We've been working with several clients lately on developing their next generation of leaders. Without fail, every client grouping of senior managers talks of the weak or under-developed personnel management, delegation, strategic thinking, and personal accountability skills in their direct-report managers. The really interesting thing is: Almost all of these senior managers are individuals who themselves had these same weak skills just a few short years ago. Huh. I wonder how they gained them...
They gained them by being coached and mentored, by reading, by gaining exposure and experience, by leading difficult projects, by attending training programs, and by focusing differently when at work. They gained many of these skills by being held accountable by me or others like me and "forced" to learn, to try, and to ultimately "naturally" do the things effective managers and leaders do. The key is: They were taught. Someone with the experience shared insights and lessons learned with them. Now it's their turn to share what they've learned with their next generation of leaders.
One of the fundamental responsibilities in management is to develop the people for whom we are responsible. We're supposed to help them continuously develop enhanced or new skills to ensure they're capable of performing at a level our company will need them to perform one, two, three or more years from now. We wouldn't expect a computer to be able to support software programs one, two, or three years from now without enhancing its capabilities, but we hold that expectation of our employees. We naively assume they'll just figure things out.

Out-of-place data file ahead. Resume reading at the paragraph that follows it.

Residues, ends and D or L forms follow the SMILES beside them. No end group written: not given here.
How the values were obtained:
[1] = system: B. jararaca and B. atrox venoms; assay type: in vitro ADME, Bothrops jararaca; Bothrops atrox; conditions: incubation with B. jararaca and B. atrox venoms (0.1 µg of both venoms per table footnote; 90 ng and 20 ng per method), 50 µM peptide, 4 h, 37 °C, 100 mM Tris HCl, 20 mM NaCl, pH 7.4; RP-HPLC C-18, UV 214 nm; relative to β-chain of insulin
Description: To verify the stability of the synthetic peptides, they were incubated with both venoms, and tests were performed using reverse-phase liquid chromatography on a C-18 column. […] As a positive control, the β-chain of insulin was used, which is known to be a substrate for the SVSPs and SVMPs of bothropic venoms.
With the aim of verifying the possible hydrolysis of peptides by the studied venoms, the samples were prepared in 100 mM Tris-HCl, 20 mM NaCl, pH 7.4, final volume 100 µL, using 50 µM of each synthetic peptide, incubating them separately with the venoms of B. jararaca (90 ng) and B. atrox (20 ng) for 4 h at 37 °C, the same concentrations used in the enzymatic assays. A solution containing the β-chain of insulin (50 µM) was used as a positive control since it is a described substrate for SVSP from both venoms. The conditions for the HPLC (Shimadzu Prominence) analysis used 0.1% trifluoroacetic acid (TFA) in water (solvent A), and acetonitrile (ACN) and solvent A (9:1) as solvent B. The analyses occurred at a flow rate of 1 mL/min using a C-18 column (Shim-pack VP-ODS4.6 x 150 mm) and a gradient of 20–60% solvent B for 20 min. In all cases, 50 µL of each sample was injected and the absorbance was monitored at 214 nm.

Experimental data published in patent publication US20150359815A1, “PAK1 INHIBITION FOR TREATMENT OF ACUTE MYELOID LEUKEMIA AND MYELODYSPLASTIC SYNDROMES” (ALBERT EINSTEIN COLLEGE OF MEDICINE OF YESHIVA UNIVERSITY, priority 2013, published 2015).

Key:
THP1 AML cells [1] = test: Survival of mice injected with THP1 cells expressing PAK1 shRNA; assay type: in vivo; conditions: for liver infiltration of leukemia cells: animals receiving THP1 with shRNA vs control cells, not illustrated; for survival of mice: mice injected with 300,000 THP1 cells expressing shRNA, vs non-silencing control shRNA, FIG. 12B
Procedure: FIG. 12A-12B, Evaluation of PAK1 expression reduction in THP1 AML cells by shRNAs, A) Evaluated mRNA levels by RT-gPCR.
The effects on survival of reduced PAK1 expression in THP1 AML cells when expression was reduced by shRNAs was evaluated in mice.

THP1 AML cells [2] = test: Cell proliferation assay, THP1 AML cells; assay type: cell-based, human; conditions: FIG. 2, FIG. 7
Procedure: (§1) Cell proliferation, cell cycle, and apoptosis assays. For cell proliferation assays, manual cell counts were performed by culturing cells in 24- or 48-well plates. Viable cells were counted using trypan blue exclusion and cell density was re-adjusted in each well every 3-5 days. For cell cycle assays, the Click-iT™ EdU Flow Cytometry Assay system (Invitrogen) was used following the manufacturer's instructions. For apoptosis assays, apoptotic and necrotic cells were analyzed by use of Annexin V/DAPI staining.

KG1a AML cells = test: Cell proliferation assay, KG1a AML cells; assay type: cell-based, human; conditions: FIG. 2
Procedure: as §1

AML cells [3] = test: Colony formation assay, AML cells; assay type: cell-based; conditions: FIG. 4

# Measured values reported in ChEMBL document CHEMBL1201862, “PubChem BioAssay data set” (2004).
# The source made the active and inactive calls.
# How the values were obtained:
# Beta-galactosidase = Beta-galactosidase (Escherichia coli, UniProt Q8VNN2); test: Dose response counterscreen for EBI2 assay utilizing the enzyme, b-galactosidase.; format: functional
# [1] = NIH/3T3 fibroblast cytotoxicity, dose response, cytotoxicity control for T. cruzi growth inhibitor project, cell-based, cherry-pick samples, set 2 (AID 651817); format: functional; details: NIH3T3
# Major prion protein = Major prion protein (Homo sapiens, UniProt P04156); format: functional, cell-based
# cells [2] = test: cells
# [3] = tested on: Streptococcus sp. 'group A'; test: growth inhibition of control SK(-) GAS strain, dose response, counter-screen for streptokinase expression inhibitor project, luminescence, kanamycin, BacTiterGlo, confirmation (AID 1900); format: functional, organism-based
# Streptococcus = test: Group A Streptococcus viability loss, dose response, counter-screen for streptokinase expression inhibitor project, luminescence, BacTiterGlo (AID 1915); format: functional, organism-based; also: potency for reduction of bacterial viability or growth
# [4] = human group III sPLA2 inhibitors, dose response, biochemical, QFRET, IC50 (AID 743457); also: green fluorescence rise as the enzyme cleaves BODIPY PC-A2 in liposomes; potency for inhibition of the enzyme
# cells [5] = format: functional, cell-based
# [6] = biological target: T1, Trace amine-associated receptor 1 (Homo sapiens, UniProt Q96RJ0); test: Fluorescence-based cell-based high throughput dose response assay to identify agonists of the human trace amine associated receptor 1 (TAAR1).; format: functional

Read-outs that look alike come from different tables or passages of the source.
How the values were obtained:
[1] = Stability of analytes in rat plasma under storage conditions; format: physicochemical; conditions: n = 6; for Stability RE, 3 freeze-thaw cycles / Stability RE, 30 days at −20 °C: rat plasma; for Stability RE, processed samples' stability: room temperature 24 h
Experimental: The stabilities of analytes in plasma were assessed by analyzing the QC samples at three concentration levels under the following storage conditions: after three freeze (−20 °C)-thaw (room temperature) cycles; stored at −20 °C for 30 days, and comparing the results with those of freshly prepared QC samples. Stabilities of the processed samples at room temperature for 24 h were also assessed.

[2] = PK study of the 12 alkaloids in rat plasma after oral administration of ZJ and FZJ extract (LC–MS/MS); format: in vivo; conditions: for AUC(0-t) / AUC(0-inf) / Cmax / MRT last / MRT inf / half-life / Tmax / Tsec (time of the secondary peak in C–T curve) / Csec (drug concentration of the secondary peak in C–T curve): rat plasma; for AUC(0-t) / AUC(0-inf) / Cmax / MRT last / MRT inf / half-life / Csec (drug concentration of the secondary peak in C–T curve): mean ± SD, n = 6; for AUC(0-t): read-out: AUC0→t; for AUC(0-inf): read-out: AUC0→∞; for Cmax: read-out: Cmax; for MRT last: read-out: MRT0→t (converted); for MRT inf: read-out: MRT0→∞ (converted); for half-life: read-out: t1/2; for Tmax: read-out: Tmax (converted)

More often than not, the most often studied trainer in your company is you. You're the one most staff pay attention to every day. You're the one they model, take their cues from, and develop their skills because of. You're it. So it's time to conscientiously analyze how you to what you do and segment it so others can learn in bite-sized pieces, just as you did. Your managers won't need to learn everything in the same order or even many of the things you did - because your organization is different now than it was when you learned select skills. However, your managers will need to learn many of the same people skills you've struggled to master. Let's face it - people are people and that's the most difficult challenge any of us face in our lives: Dealing with people.
Most importantly, remember: It wasn't all that long ago that you too had weak management and leadership skills. So the next time you are frustrated with one of your staff, take a mental step back and ask yourself, "Did I ever do something like this? If so, what lesson did I learn that helped me through it? How can I share that lesson now?" So don't get frustrated. Teach. It's the way you will develop your next generation of leaders. Share your lessons learned.
Copyright MMIX Liz Weber, CMC, CSP - Weber Business Services, LLC.